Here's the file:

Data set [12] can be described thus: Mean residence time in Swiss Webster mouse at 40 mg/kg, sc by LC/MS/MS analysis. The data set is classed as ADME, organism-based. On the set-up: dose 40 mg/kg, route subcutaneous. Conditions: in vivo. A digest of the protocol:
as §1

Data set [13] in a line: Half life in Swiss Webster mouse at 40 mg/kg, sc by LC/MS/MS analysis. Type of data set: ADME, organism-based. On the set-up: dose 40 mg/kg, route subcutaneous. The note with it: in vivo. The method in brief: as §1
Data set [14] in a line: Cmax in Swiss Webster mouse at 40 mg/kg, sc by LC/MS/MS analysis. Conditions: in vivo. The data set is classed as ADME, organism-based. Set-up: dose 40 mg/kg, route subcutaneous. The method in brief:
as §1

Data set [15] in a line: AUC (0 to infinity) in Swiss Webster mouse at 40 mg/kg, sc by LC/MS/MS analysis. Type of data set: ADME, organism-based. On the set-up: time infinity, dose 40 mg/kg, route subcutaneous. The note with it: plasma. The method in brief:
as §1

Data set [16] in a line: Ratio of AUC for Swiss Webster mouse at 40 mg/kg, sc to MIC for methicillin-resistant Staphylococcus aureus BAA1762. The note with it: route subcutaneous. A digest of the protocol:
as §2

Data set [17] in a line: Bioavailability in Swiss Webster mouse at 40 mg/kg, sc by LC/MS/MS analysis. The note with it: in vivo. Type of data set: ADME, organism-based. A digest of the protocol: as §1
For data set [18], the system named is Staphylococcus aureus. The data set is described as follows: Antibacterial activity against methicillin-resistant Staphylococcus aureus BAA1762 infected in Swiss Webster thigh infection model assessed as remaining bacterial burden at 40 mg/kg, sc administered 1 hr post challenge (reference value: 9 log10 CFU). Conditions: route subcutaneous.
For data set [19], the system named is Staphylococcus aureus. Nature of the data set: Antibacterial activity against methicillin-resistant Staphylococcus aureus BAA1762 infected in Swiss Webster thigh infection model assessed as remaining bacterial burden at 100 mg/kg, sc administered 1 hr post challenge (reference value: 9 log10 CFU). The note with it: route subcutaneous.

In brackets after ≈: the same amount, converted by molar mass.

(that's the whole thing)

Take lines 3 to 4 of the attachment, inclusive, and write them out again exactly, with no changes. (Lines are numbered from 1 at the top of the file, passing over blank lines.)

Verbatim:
Data set [13] in a line: Half life in Swiss Webster mouse at 40 mg/kg, sc by LC/MS/MS analysis. Type of data set: ADME, organism-based. On the set-up: dose 40 mg/kg, route subcutaneous. The note with it: in vivo. The method in brief: as §1
Data set [14] in a line: Cmax in Swiss Webster mouse at 40 mg/kg, sc by LC/MS/MS analysis. Conditions: in vivo. The data set is classed as ADME, organism-based. Set-up: dose 40 mg/kg, route subcutaneous. The method in brief: